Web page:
Mike Bavis recalls his twin brother, killed on 9/11| From Commonwealth | By John O’Rourke
Mike Bavis (CAS’93) (left) and his twin, Mark (CAS’93), at practice before the Terriers’ 1993 semifinal Frozen Four NCAA tournament game. Photo by Kalman Zabarsky
It’s the time of year that Michael Bavis has come to dread. “You think, here we go. It’s starting again,” says Bavis (CAS’93), BU men’s hockey associate head coach. “It’s emotionally draining.”
On September 11, 2001, Bavis’ identical twin, Mark (CAS’93), boarded United Airlines Flight 175 to Los Angeles, where he worked as a scout for the NHL’s Los Angeles Kings. The hijacked plane crashed into the World Trade Center’s south tower that morning. Bavis was 31.
Mike Bavis lost his best friend that day. “From hockey to baseball to trips to the Cape, we were always side by side in all those experiences,” he says. “That’s what makes being a twin so cool.”
The brothers grew up in Roslindale, Mass., the youngest in a family with eight children. They began skating at age four and were soon shooting pucks into a regulation hockey net their father, a retired police officer, had given them.
Both brothers played at BU, where twice they shared the Bennett McInnis Award for Team Spirit. The Terriers advanced to the NCAA Tournament all four years they were on the team and won three Beanpot titles and one Hockey East Championship. “Growing up, we probably fed off competing against one another,” says Mike. “That made us better at our sport. But we were always pulling for each other.”
After college, Mark played in the American Hockey League as a ninth-round draft pick for the New York Rangers. He and Mike later became teammates, playing for the South Carolina Stingrays. Then Mark worked as an assistant coach at Brown and Harvard before joining the Los Angeles Kings.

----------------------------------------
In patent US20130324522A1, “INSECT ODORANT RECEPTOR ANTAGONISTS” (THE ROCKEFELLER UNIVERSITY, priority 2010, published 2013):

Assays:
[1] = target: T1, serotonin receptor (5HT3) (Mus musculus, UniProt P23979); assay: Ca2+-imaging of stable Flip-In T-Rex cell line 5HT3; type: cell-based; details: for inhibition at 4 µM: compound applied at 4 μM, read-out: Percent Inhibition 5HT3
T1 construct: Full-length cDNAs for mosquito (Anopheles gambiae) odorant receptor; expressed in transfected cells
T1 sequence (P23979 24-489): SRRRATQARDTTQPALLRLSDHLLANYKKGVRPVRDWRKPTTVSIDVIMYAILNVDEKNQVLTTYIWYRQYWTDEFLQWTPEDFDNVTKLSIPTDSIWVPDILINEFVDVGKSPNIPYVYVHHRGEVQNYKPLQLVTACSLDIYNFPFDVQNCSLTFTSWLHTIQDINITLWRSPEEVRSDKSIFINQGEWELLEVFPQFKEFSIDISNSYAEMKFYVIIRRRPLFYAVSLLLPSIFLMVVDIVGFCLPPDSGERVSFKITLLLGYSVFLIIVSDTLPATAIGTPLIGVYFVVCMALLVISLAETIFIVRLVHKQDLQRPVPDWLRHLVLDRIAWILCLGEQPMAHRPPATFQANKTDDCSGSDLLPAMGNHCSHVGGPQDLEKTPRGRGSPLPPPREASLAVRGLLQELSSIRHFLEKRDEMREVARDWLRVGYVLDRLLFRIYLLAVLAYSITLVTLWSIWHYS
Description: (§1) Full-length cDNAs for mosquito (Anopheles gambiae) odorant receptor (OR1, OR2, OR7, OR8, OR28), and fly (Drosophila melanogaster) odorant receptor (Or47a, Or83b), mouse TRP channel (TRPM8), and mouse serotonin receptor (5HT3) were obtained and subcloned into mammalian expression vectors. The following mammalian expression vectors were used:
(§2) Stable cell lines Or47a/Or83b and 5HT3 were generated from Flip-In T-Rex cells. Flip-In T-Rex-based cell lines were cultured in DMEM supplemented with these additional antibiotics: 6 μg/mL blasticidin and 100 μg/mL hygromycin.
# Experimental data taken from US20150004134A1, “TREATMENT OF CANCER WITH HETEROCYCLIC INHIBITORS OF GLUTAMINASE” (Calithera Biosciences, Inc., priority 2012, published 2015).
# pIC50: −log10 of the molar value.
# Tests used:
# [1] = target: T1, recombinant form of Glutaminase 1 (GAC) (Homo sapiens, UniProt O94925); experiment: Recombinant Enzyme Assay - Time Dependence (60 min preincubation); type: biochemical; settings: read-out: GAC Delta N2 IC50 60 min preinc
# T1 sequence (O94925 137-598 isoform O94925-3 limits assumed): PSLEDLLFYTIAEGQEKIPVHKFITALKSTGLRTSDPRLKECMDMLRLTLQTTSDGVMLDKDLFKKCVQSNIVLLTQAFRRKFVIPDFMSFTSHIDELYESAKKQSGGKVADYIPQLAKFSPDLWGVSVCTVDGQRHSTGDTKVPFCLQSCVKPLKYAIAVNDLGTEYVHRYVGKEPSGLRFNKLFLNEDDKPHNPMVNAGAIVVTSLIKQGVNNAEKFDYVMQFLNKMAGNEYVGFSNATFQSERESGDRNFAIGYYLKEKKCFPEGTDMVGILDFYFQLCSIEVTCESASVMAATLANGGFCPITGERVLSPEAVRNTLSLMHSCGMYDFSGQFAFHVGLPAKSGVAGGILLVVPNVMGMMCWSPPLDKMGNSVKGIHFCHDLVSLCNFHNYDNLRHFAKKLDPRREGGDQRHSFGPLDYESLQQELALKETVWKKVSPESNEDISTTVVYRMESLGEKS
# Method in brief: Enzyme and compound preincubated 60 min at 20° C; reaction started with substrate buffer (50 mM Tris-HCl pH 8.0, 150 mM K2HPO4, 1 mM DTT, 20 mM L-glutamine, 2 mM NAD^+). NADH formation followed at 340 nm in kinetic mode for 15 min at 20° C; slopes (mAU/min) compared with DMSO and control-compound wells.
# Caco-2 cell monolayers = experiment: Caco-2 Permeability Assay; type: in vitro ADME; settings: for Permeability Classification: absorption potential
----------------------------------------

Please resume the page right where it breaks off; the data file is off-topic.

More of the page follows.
Mike was in Calgary, Alberta, recruiting for the Terrier hockey team the morning of 9/11, when his wife called to say that something had happened at the World Trade Center. A short time later, he got another call, this time from one of his older brothers, who told him that Mark was scheduled to fly out of Boston that day. “I had this sense that I knew right then,” he says. A phone call from the LA Kings general manager confirmed his worst fear.
The Bavis family recently settled the wrongful death suit that they had brought against United Airlines. They were the only family of a 9/11 victim not to have either settled a lawsuit or accepted compensation from a special fund established by Congress.
Mike Bavis and his family expressed frustration with the court system, but relief that revelations about airport security were made public as a result of their lawsuit. Details of the settlement were not disclosed.
“For almost 10 years, my family never even considered the word ‘settle,’” Mike Bavis told the Boston Globe after the settlement was announced. In a separate interview with the New York Times, he said the case came to an end “because of recent rulings and manipulation of law by the judge.”
While pursuing the legal case took a toll, the family tries to think about the good times. “That’s helped us,” Bavis says. A strong religious faith has helped as well.
Then there’s been the support of the hockey community. “We’re really lucky in hockey that we have so many genuine, real people who care,” he says. “Because of how close those relationships are, they also continue to support my family.”
Bavis says his brother, whom he still calls “Marky,” is remembered as a loyal friend, “somebody his family and friends could count on.”
The Bavis family has established the Mark Bavis Leadership Foundation, which
awards scholarships of $3,500 to $5,000 to Massachusetts high school students
who have made a difference in their communities or demonstrated leadership at